About 80 people showed up at a meeting in Aspen on Thursday on whether the BLM should void 65 oil and gas leases in the region, including 25 in the Thompson Divide area.

Two-thirds of the way through the meeting in the basement of the Pitkin County Library, every person who had spoke urged the 13 BLM officials in attendance to cancel the leases, which were first authorized in a 1993 environmental impact statement.

“We’re very much in favor of voiding the leases, specifically within the Thompson Divide area,” said Rob Ittner, the chair of the Pitkin County Board of County Commissioners.

Ittner said all five county commissioners strongly agreed that the Thompson Divide area “needs to be protected.”

The Thompson Divide area gets its names from Thompson and Divide creeks and is defined by conservation organizations such as Wilderness Workshop and the Thompson Divide Coalition as including 221,500 acres of land, including 88,100 acres in Pitkin County.

The meeting was a formal scoping meeting for the BLM, which is preparing an environmental impact statement on the leases to correct a mistake made under the National Environmental Policy Act when the leases were first approved by the BLM.

The leases are all on Forest Service land, mainly in an arc between Carbondale and DeBeque, and were designated by the agency as appropriate for leasing in the last two management plans for the White River National Forest. The BLM manages the mineral rights under the Forest Service land and so also manages the leases.

The EIS is not looking at the issue of future leases being created by the BLM, only the 65 existing leases in question. Of the 25 leases in the Thompson Divide area, seven are held by Ursa Resources and 18 are held by SG Interests.

David Boyd, a public affairs specialist with the BLM, said at the meeting that of the 34 oil and gas wells drilled in the Thompson Divide area since 1947, 31 of them found gas. That’s why, in part, the BLM still labels the area as having a “high potential” for future drillers to find gas. Today, there is one well producing in the area.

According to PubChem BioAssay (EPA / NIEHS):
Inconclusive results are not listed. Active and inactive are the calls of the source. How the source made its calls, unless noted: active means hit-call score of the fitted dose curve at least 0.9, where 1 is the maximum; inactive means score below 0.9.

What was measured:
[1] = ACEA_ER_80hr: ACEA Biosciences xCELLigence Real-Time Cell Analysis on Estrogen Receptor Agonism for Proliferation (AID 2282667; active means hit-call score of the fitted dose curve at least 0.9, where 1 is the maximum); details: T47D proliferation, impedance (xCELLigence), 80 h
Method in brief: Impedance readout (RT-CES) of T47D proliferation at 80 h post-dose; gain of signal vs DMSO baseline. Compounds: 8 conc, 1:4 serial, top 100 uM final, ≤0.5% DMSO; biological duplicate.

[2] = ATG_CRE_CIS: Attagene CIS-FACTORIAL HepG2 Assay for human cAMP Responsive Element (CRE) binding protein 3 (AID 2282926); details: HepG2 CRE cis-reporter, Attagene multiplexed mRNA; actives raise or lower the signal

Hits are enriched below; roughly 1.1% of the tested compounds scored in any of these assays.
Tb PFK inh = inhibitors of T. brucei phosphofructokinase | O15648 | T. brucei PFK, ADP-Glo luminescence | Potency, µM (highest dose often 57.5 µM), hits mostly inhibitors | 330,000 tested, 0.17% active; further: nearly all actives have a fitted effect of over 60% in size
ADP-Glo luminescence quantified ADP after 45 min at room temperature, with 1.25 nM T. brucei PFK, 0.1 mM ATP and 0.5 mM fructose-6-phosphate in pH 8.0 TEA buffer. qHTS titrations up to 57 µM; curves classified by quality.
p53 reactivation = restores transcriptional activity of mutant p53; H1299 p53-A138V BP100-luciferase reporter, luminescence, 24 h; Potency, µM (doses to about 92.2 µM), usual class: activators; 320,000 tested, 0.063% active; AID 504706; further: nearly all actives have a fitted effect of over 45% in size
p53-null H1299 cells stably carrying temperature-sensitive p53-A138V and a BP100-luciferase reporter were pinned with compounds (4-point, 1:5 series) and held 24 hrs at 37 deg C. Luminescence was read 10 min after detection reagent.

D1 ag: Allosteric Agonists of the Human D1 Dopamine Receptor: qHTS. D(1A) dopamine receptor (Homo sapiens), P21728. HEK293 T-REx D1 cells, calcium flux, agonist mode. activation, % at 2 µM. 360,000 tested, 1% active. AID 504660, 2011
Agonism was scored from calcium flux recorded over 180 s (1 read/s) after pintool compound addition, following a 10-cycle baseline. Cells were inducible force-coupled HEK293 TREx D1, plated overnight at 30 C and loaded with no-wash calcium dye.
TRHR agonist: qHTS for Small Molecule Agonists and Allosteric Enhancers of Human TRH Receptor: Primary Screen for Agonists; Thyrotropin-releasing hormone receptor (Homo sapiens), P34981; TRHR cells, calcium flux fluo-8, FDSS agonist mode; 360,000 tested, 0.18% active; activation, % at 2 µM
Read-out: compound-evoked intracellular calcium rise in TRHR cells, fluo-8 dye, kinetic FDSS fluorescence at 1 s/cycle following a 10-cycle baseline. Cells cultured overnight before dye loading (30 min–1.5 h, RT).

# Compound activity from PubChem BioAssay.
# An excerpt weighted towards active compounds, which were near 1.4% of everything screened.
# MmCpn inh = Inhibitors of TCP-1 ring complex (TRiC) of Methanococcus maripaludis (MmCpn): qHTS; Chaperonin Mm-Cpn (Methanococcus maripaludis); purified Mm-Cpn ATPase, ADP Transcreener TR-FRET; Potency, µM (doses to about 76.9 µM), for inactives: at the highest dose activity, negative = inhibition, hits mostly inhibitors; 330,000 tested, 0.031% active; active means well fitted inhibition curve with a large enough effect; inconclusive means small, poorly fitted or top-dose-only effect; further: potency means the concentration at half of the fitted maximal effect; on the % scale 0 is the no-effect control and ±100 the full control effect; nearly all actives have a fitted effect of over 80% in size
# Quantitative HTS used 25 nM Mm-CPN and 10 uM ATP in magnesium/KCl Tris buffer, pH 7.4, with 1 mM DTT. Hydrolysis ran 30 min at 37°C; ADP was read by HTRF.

Earlier this week, about 225 people attended a Carbondale meeting hosted by the BLM and about 125 attended a meeting in Glenwood Springs. The comments at those meetings also heavily favored the BLM walking away from the 25 leases in the relatively pristine Thompson Divide area.

U.S. Sen. Mark Udall (D-Colo.) attended the meeting in Carbondale and urged that the Thompson Divide area be protected.

Among the BLM officials in attendance at the meeting in Aspen were Steve Bennett, the manager of the BLM’s Colorado River Valley Field Office in Silt, and Ruth Welch, the Director of the BLM’s National Operations Center in Denver.

“We know there is a lot of concern on both sides of the equation,” Bennett said in his opening remarks.

Pitkin County Commissioner George Newman stood up Thursday to read a statement to the BLM officials. He called the leases “illegal” and said that citizens and local governments have told the BLM “again, again and again” to void the leases.

He asked the BLM officials, “what price does BLM put on our environment?” And he told them that Pitkin County had invested heavily in protecting land on the eastern edge of the Thompson Divide in Jerome Park.

Also making pleas to the BLM were Zane Kessler, the executive director of the Thompson Divide Coalition and Will Roush, the director of conservation at Wilderness Workshop, which has worked for years to protect the area and helped lead the legal battle to have an Interior Dept. court declare that the previous NEPA work on the 65 leases was insufficient.

Kessler noted that in 1905 Teddy Roosevelt went bear hunting in the Thompson Divide area and called it a “great wild country” and remarked on the complex nature of the land.

Today, Kessler said, the land remains almost unchanged from that time.

“Please consider an alternative that cancels the leases in the Thompson Divide area,” he told the BLM officials.

The BLM must decide through the EIS process whether the leases will be voided, left as is, or modified in some fashion.

Roush of Wilderness Workshop made a plea to the BLM officials to go beyond technical aspects of the question at hand and to consider how intensely personal the issue had become to many local residents.

“Most of us are not here for technical reasons,” he said. “We’re here for emotional reasons. Our community is united to provide a legacy of protection.”

The BLM is holding another scoping meeting at the community center in DeBeque on May 1 and is taking comments on the leases until May 16.

A draft EIS from the BLM is expected in 2015 and final EIS and a decision are expected in 2016.

Editor’s note: Aspen Journalism collaborated on this story with the Aspen Daily News, which published the story on Friday, April 18, 2104.

Brent Gardner-Smith, the founder of Aspen Journalism, and who served as AJ’s executive director until August 2021 and as editor from 2011-2020, is the news director at Aspen Public Radio. He's also been...